pact correlates with photochemistry (247). Correlations and discrepancies between the mass spectra and photochemistry of bicyclic cyclopropane derivatives have been pointed out (248). A close correlation between cation radicals and T,T* excited species, leading to a retro-Diels-Alder reaction, has been observed from styrene-anthracene and indene-anthracene adducts (249). Comparisons have also been made with the dimethyl acetal of o-nitrobenzaldehyde (250), with trans-cinnamimide (261), with azanaphthalene N-oxides (252), with isoxazole (253), and with 5-phenoxy-1-phenyl-1H-tetrazole(254). Numerous references to analogies existing between pyrolytic and electronimpact induced reactions of organic compounds are contained in a paper concerned with such analogies in S-methyl xanthates and esters (255). Pyrolytic decomposition and mass-spectrometric studies have been compared for the cyclic anhydrides of some P-sulfocarboxylic acids (256) and with 1substituted 3-phenyl-2-thioureas (267). The pyrolyses of aromatic aldazines have been reported, and their similarities to and differences from fragmentation under electron impact noted (258). Other series studied are several azobenzenes (259), some aromatic imides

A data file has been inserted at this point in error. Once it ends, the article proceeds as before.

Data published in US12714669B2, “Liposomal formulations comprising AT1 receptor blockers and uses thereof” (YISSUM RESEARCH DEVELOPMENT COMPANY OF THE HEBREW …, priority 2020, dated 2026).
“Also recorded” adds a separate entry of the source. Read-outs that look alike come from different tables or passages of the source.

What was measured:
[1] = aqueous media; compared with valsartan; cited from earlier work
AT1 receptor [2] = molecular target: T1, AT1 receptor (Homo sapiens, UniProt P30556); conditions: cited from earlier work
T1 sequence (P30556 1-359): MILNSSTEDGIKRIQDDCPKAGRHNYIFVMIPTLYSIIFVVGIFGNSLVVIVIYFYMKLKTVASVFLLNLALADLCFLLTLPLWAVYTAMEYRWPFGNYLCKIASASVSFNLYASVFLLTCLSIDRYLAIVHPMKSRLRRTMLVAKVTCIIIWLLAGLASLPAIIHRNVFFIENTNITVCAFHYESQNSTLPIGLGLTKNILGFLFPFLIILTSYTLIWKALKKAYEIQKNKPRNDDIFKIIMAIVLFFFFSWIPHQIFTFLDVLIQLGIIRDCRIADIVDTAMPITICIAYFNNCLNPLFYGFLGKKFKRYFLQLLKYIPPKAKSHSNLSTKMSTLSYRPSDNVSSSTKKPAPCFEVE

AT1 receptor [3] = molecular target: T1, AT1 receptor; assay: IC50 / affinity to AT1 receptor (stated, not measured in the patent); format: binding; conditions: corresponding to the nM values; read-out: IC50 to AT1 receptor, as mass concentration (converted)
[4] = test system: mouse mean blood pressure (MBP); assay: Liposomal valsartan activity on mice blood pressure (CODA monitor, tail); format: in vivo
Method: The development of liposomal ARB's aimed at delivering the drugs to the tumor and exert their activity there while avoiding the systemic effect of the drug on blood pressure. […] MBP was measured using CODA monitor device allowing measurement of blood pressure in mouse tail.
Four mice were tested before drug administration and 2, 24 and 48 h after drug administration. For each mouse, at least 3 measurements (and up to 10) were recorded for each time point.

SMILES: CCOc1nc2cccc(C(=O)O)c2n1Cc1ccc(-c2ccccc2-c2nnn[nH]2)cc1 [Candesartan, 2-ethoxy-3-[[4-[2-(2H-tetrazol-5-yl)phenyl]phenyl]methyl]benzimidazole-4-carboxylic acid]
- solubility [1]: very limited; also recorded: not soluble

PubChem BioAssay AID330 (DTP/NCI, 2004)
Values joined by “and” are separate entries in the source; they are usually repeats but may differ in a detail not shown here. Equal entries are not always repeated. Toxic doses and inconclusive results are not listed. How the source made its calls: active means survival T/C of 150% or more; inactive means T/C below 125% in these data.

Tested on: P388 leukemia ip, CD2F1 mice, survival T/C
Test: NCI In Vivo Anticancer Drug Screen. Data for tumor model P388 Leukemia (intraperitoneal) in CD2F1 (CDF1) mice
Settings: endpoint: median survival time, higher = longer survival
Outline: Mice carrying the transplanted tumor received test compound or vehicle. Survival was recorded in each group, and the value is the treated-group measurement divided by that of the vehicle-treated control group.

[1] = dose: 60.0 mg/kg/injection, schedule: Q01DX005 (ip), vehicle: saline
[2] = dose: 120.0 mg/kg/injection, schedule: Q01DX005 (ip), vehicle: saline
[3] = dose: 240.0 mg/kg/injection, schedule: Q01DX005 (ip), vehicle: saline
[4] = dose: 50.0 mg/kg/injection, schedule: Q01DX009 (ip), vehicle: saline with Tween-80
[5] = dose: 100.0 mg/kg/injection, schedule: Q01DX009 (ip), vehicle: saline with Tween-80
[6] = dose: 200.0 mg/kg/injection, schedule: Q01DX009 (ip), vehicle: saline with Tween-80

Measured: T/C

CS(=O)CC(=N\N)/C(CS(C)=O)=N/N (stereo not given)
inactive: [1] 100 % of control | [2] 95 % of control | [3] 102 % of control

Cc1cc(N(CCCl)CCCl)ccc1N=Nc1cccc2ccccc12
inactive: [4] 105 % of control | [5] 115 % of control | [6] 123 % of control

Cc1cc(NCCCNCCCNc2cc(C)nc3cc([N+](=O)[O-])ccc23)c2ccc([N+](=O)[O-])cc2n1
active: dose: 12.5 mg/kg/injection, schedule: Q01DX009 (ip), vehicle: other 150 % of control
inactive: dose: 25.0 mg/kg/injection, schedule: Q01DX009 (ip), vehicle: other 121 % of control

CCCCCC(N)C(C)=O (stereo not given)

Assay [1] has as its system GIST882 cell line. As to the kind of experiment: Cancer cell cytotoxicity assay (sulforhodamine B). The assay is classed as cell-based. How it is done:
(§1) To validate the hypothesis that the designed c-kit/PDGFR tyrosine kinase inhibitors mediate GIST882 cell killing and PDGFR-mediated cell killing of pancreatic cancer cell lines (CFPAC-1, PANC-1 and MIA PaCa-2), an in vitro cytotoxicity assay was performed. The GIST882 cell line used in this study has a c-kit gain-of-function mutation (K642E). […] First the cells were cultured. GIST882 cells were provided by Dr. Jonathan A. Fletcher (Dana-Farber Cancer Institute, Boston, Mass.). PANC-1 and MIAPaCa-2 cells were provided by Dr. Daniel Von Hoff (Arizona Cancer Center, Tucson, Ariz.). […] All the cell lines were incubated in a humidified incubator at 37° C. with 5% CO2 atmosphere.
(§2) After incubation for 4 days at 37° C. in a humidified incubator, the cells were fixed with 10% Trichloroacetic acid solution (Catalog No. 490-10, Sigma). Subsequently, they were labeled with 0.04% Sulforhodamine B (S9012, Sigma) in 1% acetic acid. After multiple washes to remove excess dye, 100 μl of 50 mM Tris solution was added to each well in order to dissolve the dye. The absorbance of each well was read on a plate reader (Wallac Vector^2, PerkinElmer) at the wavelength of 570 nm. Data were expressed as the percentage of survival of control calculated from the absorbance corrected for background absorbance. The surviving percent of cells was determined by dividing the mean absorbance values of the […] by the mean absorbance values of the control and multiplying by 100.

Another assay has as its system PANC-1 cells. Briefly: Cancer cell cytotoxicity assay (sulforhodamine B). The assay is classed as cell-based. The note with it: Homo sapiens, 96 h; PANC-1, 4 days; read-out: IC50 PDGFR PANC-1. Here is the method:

Perusal of a journal which publishes papers on organic topics provides a convincing reminder that mass spectrometry is now being used routinely by organic chemists. Several years ago, mass-spectrometric data did not appear in these journals. Then, such data appeared in papers devoted to studies in mass spectrometry and in papers in which mass spectrometry played a key role. Now, mass-spectrometric data also appear in experimental sections as data on new compounds even though they are not used or discussed; these data are usually difficult to locate since they are not indexed or abstracted. Journals also accept molecular weights and formulas determined by mass spectrometry, under certain conditions. The number of publications containing mass spectra of organic compounds is large. Since all of them can not be covered in this review, typical references in a variety of areas will be cited as examples. If one wishes t o check on a particular compound or class of compounds, abstract journals and, in particular, the Mass Spectrometry Bulletin ( d ) , as well as journals on mass spectrometry (3-5) and compilations of mass spectral data (6-9) can be consulted. I n several reviews and articles on mass spectra of organic compounds, (260), 1,1,4,4-tetramethyltetralin-2,3new developments in the applications dione and related compounds (261), to structural analysis have appeared and I-bromo- and 1,l-dibromo-2,3(268-276). A conference in Hamburg dimethylcyclopropanes (262). I n the (277) and the 16th and 17th Annual last case (262),both reactions appear to Conferences on hfass Spectrometry and be consistent with the stabilities of the Allied Topics (278, 279) have been intermediate allylic cations expected reviewed. for a concerted disrotatory process (61). ilpplications to organic chemistry I n an inorganic example, intermediates range from mass spectrometry in the in the pyrolysis and mass spectra of analysis of reactions, to studies of groups chlorine monoxide and chlorine heptoxof related known compounds, to deide have been studied (263). Close termination of structure of unknown parallels between mass spectrometric compounds, to mechanistic studies. and pyrolytic decompositions have been An example of each of these will be rationalized as reflecting parallelism of cited: Lhe formations of tetrachlorobond energies and vibrational modes in benzyne and four dichlorobenzynes, vibrationally excited neutral molecules highly reactive intermediates, have been and their ionized counterparts (261). detected by high-vacuum pyrolysis of The photoionization and electronthe corresponding 1,2-diiodobenzenes impact mass spectra of exo- and endoor phthalic acid anhydrides in a mass norbornyl bromide and exo- and endospectrometer (280); the mass spectra of 8-bromobicyclo [3.2.l]octane show that eighteen 2-aryl-l,3-dithianes and -1, exo-Br loss is more facile than endo-Br 3-dithiolanes have been recorded, and loss; these data are compared with fragmentation schemes outlined (281); solvolysis data from the same systems the mass spectra of substituted [2.2] (264). The pinacol rearrangements of paracyclophanes a t low voltages show quinoline analogs of benzopinacol have predominant fragmentation to the subbeen studied and evidence presented stituted p-xylylene ion radicals and, for the rearrangement under the conconsequently, they have been used for ditions of electron impact (265). I n the determining the number of substituents radiation chemistry of propanol, coron each ring of polysubstituted [2.2] relation with mass spectrometry has paracyclophanes (282); and, finally, the been found (266). mass spectrum of CH&HZCHZCOOD shows no loss of C2H3D,indicating that Mass-spectrometric fragmentation the McLafferty rearrangement is conpatterns have proved useful in guiding certed or that olefin loss is very fast in along new lines experimentation into comparison to the transfer of hydrogen reactions of aromatic compounds a t back to the methylene radical (283). high temperatures (267). ANALYTICAL CHEMISTRY, VOL. 42, NO. 5, APRIL 1970